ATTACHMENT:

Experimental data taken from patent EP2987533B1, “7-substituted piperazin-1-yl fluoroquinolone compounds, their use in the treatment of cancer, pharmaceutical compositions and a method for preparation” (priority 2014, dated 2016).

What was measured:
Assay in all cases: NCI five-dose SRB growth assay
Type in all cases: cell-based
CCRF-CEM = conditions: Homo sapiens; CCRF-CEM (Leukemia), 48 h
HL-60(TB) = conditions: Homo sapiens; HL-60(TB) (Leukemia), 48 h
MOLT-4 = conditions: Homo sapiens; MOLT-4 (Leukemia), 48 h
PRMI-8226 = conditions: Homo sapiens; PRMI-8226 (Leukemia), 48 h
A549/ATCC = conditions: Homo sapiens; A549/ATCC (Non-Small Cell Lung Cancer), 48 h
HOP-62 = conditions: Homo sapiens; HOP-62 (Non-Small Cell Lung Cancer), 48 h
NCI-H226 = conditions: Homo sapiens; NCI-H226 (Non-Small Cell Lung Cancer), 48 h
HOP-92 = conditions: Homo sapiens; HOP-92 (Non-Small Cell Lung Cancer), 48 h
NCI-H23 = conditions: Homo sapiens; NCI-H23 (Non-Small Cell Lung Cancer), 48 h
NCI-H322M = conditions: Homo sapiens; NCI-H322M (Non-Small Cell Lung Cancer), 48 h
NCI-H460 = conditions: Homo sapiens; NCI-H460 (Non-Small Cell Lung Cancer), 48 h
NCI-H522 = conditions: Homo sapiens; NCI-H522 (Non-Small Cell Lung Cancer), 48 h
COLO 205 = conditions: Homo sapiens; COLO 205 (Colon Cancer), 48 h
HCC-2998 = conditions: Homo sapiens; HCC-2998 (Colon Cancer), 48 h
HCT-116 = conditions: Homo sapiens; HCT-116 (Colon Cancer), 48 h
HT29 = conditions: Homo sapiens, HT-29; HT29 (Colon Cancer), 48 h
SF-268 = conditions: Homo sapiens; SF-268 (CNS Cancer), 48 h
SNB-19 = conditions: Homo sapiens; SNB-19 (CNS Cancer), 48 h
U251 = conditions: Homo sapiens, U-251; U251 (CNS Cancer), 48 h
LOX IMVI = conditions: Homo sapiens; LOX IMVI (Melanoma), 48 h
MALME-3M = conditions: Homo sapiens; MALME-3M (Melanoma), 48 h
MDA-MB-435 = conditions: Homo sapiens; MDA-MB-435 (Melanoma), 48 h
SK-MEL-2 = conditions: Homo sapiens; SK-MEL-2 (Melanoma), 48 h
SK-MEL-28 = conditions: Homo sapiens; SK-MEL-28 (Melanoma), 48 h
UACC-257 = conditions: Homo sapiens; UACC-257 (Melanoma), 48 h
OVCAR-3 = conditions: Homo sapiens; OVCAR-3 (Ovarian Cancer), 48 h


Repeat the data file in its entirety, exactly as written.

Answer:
Experimental data taken from patent EP2987533B1, “7-substituted piperazin-1-yl fluoroquinolone compounds, their use in the treatment of cancer, pharmaceutical compositions and a method for preparation” (priority 2014, dated 2016).

What was measured:
Assay in all cases: NCI five-dose SRB growth assay
Type in all cases: cell-based
CCRF-CEM = conditions: Homo sapiens; CCRF-CEM (Leukemia), 48 h
HL-60(TB) = conditions: Homo sapiens; HL-60(TB) (Leukemia), 48 h
MOLT-4 = conditions: Homo sapiens; MOLT-4 (Leukemia), 48 h
PRMI-8226 = conditions: Homo sapiens; PRMI-8226 (Leukemia), 48 h
A549/ATCC = conditions: Homo sapiens; A549/ATCC (Non-Small Cell Lung Cancer), 48 h
HOP-62 = conditions: Homo sapiens; HOP-62 (Non-Small Cell Lung Cancer), 48 h
NCI-H226 = conditions: Homo sapiens; NCI-H226 (Non-Small Cell Lung Cancer), 48 h
HOP-92 = conditions: Homo sapiens; HOP-92 (Non-Small Cell Lung Cancer), 48 h
NCI-H23 = conditions: Homo sapiens; NCI-H23 (Non-Small Cell Lung Cancer), 48 h
NCI-H322M = conditions: Homo sapiens; NCI-H322M (Non-Small Cell Lung Cancer), 48 h
NCI-H460 = conditions: Homo sapiens; NCI-H460 (Non-Small Cell Lung Cancer), 48 h
NCI-H522 = conditions: Homo sapiens; NCI-H522 (Non-Small Cell Lung Cancer), 48 h
COLO 205 = conditions: Homo sapiens; COLO 205 (Colon Cancer), 48 h
HCC-2998 = conditions: Homo sapiens; HCC-2998 (Colon Cancer), 48 h
HCT-116 = conditions: Homo sapiens; HCT-116 (Colon Cancer), 48 h
HT29 = conditions: Homo sapiens, HT-29; HT29 (Colon Cancer), 48 h
SF-268 = conditions: Homo sapiens; SF-268 (CNS Cancer), 48 h
SNB-19 = conditions: Homo sapiens; SNB-19 (CNS Cancer), 48 h
U251 = conditions: Homo sapiens, U-251; U251 (CNS Cancer), 48 h
LOX IMVI = conditions: Homo sapiens; LOX IMVI (Melanoma), 48 h
MALME-3M = conditions: Homo sapiens; MALME-3M (Melanoma), 48 h
MDA-MB-435 = conditions: Homo sapiens; MDA-MB-435 (Melanoma), 48 h
SK-MEL-2 = conditions: Homo sapiens; SK-MEL-2 (Melanoma), 48 h
SK-MEL-28 = conditions: Homo sapiens; SK-MEL-28 (Melanoma), 48 h
UACC-257 = conditions: Homo sapiens; UACC-257 (Melanoma), 48 h
OVCAR-3 = conditions: Homo sapiens; OVCAR-3 (Ovarian Cancer), 48 h